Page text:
Senators call for State Investment Council to immediately approve forensic audit requested by Board of Trustees of NJ Public Employees’ Retirement System
TRENTON – Senator Bob Gordon and Senate Majority Leader Loretta Weinberg (both D-Bergen) today urged the State Investment Council to immediately approve a full cost-benefit analysis and forensic audit of the state’s growing investment in hedge funds and private equity, and the management and performance fees paid to Wall Street to manage those investments.
The senators noted that Thomas Bruno, chairman of the state Public Employees’ Retirement System Board of Trustees, testified before the Senate Legislative Oversight Committee last month that state officials had failed to comply with the PERS Board’s request.
“Testimony before the Senate Legislative Oversight Committee raised legitimate questions about whether the state is getting real value for the $600 million in performance and management fees paid last year to Wall Street to manage hedge funds and other alternative investments,” said Gordon, who chairs the committee. “That testimony makes the PERS Board’s request for a full audit particularly timely and important.”
“I see no reason for the State Investment Council not to go ahead with the requested audit,” said Weinberg, who serves on the Legislative Oversight Committee. “With the state’s pension system so severely underfunded, we need confirmation of whether the state’s shift into alternative investments has truly provided a hedge against steeper losses in down markets or if the state could have achieved similar results at less cost through other investment strategies.”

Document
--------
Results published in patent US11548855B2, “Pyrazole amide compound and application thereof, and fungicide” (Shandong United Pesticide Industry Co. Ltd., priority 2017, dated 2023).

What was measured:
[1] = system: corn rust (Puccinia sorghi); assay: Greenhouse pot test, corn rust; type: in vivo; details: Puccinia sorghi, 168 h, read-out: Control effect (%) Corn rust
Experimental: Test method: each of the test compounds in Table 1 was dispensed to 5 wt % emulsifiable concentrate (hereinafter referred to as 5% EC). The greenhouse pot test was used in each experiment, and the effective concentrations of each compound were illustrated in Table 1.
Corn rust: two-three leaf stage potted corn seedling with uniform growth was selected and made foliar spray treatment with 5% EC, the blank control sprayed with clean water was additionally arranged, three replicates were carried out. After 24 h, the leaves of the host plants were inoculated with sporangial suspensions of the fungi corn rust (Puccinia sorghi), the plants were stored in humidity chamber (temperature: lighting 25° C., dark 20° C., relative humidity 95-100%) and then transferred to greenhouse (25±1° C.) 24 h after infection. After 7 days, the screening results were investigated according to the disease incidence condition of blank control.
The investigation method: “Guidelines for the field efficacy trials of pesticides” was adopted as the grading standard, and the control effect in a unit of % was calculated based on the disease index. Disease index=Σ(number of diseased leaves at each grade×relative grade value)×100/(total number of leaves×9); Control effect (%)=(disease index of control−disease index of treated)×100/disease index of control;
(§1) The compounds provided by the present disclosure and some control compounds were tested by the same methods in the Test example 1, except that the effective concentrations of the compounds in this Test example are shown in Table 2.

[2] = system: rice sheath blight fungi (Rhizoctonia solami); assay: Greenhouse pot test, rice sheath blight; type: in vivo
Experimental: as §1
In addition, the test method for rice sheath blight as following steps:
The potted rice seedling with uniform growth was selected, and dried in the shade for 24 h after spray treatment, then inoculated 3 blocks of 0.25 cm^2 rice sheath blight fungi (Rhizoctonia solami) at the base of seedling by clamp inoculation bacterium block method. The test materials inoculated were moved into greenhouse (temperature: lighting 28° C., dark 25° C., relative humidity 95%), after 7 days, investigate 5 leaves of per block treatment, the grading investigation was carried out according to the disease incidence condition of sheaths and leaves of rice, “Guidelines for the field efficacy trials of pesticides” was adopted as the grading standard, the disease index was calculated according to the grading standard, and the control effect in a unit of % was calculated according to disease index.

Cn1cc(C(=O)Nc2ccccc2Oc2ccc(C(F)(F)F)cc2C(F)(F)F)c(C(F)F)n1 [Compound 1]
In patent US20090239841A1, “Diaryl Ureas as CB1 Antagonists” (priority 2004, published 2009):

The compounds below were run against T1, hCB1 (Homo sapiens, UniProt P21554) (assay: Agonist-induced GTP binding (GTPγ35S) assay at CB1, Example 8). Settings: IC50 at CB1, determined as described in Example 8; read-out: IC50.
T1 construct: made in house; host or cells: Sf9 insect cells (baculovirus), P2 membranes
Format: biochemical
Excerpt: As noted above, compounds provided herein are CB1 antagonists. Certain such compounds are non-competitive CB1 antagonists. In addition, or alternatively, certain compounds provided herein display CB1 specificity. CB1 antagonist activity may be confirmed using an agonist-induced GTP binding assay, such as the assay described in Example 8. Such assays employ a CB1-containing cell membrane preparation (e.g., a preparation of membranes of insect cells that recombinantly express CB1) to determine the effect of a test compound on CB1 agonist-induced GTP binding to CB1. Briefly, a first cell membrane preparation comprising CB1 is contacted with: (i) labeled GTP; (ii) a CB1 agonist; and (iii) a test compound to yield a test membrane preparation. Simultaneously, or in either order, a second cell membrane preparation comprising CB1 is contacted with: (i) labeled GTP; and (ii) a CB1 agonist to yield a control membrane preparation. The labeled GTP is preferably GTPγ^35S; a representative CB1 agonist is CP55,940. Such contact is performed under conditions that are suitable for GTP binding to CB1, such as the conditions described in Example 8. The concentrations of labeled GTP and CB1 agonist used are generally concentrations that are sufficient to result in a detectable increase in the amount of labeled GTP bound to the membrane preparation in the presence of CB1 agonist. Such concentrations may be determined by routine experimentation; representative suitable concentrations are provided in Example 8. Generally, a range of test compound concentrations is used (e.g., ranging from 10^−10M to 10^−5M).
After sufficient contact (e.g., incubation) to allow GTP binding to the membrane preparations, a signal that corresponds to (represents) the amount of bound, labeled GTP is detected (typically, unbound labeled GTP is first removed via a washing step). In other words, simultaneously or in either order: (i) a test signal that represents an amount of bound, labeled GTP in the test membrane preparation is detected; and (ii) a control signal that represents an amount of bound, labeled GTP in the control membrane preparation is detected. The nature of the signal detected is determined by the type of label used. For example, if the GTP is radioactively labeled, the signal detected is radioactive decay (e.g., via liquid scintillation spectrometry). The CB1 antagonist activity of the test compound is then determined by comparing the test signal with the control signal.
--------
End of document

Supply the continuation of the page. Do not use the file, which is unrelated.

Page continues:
Gordon and Weinberg sent a letter to the State Investment Council endorsing PERS Chairman Thomas Bruno’s call for an independent audit of the state’s alternative investments.
Gordon pointed out that Jeffrey Hooke, a financial analyst hired by the New Jersey State AFL-CIO, produced a study showing that New Jersey’s pension system would have made $2.4 billion more through stock indexing or $600 million more simply by putting the money into the state’s traditional stock and bond mix than it made through its investment in hedge funds over the past five years.
An analysis released today by Hedge Clippers, a coalition of New Jersey and New York-based community action groups, reached a similar conclusion, asserting that hedge fund investments have dragged down New Jersey’s total investment return by $1.27 billion since 2007, Weinberg noted.